The attempt to recall Wisconsin Governor Scott Walker has ended in failure. The union-busting Republican held on to his office by a 10-point margin in Tuesday's election, despite a huge voter turnout. and vigorous get out the vote efforts by the unions whom the governor is trying so hard to destroy. The decisive factor was money; the Republicans outspent the Democrats by at least 7-1, with an estimated two-thirds of their money coming from out of state sources, including the Koch brothers.
With this election, America has turned the corner into the post Citizens United world where democracy is just a facade and elections are up for sale to the highest right wing bidders at every level. Inevitably, there will be attempts by the losers to play down the significance of this catastrophe. The spinners are already at work blaming purely local factors: the divisive Wisconsin Democratic primary, the failure of President Obama and the national Democrats to get involved in the recall attempt in a serious way, politically or financially, etc.
But the national Democrats, and those in other states, can no more distance themselves from the results of this election than can sailors in the stern of a ship distance themselves from an iceberg that has smashed the prow. If Karl Rove and the Koch Brothers could buy Wisconsin in June, what is to stop them from buying America in November? A Romney presidency is now more likely than ever before. Even if Obama somehow manages to hold on to the White House, the doors are now wide open for even more laws directed against not only union members, but unpopular minorities and scapegoats of every description at the state level.
To borrow an image from one of the greatest of poets, Virgil, (in Book 1 of the Aeneid), the wind god, Aeolus, has hit the side of the hollow mountain of Wisconsin with his Koch brothers spear, and the storms of scapegoating and bigotry which had been chained up inside are now rushing out and will soon be whirling across America.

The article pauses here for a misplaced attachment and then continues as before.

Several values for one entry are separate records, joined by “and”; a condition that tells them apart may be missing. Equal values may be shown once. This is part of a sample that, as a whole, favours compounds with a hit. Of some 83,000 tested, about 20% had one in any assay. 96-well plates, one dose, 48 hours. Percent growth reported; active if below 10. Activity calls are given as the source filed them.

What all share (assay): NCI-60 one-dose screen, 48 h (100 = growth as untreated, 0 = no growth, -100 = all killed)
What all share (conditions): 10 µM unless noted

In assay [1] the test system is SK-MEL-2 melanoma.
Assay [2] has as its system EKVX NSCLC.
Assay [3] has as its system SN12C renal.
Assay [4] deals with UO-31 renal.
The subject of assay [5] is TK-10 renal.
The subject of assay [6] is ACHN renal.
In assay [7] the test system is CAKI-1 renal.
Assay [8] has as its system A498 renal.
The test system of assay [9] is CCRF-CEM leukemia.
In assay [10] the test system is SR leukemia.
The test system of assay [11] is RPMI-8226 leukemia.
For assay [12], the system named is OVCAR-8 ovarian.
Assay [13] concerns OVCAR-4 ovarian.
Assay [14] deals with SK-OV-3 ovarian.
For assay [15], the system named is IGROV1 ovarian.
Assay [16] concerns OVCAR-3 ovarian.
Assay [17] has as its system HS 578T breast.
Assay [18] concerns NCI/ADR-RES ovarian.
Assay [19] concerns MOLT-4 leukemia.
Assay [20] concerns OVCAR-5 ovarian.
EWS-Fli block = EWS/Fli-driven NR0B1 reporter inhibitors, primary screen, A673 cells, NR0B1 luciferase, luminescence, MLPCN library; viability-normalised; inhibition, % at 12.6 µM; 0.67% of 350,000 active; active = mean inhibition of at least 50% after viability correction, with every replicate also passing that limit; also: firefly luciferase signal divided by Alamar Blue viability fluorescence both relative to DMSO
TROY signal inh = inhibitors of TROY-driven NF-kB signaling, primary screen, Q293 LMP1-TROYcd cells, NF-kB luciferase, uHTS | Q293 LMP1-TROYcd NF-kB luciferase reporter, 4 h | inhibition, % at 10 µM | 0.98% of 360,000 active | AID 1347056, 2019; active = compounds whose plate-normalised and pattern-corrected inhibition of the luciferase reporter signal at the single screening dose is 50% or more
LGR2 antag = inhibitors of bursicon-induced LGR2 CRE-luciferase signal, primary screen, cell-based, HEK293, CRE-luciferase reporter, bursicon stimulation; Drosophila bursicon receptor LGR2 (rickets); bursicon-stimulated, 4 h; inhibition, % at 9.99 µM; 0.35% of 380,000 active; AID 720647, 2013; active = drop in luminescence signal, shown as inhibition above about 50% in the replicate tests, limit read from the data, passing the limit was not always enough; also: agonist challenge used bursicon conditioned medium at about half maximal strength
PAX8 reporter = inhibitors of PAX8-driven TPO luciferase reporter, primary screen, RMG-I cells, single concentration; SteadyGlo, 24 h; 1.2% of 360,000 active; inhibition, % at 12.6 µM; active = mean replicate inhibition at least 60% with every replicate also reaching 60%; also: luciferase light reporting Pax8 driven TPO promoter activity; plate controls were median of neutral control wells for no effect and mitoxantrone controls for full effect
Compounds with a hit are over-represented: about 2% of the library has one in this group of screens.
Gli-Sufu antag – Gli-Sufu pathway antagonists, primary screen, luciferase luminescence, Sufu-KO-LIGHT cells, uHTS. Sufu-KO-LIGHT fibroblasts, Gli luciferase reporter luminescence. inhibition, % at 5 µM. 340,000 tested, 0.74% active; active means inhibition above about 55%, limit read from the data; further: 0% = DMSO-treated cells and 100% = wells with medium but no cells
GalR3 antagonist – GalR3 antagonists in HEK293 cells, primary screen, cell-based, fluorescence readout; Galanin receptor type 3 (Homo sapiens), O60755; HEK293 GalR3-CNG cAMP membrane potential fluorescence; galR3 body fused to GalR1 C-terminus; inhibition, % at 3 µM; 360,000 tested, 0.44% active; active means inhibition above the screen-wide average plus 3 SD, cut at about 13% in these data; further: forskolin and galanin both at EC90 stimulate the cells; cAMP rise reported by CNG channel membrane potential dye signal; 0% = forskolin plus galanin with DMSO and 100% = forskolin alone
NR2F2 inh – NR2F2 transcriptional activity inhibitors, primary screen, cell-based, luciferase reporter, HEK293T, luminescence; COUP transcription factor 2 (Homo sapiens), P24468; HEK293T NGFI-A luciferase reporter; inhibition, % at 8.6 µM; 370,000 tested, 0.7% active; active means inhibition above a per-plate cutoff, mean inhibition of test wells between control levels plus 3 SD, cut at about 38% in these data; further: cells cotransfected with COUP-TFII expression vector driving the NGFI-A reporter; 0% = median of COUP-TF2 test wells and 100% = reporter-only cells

What does the Wisconsin election mean for immigration? Immigration was not ostensibly a big issue in the recall effort. Wisconsin does not have a high Hispanic or other minority population compared to, say Arizona, even though many immigrants who work in hotels and similar service areas in Wisconsin are union members. As mentioned in my June 5, blogging, last year a bill modelled on Arizona's S.B.1070 anti-immigrant law was introduced in the Wisconsin legislature, but it went nowhere..
However, even aside from the specter of a Mitt Romney/Kris Kobach/Joe Arpaio administration coming into power next year, there are likely to be devastating consequences for immigration from the Wisconsin election. Superficially, the main issue in the recall election was Governor Walker's attack on unions, especially public service unions, whose collective bargaining rights he took away.
But just as the attack on public service unions in Wisconsin is also an attack on the union movement in general, so are the attacks on unions, which will now spread to many other states, joined at the hip with attacks on other Republican scapegoats as well - women, same sex couples, the poor, the sick, Hispanics, African-Americans, Asians, Muslims, and, most of all, immigrants.
The Wisconsin election has now given a green light to the bigots of every description to win elections through access to unlimited billionaire financing by stirring up hate against any and all targets - public service employees seeking collective bargaining rights, women seeking abortion and contraception rights, same-sex couples seeking marriage equality, minority US citizens trying to vote - and immigrants looking for a decent life in America.
Some of my colleagues are of the opinion that, since the Obama administration has already been taken over by the mania of the four anti-immigrant "D's" - Deportation, Detention, Denial of meritorious petitions, and Draconian enforcement investigations, the outlook for immigration in America could not possibly become any worse. While there is good reason for this opinion, which I understand and fully respect, the message from Wisconsin for immigrants, and for all other other groups in America who are the targets of discrimination, prejudice and scapegoating, is loud and clear: "Amigos, you ain't seen nothin' yet".
Roger Algase is a graduate of Harvard College and Harvard Law School. He has been practicing business immigration law in New York City for more than 20 years.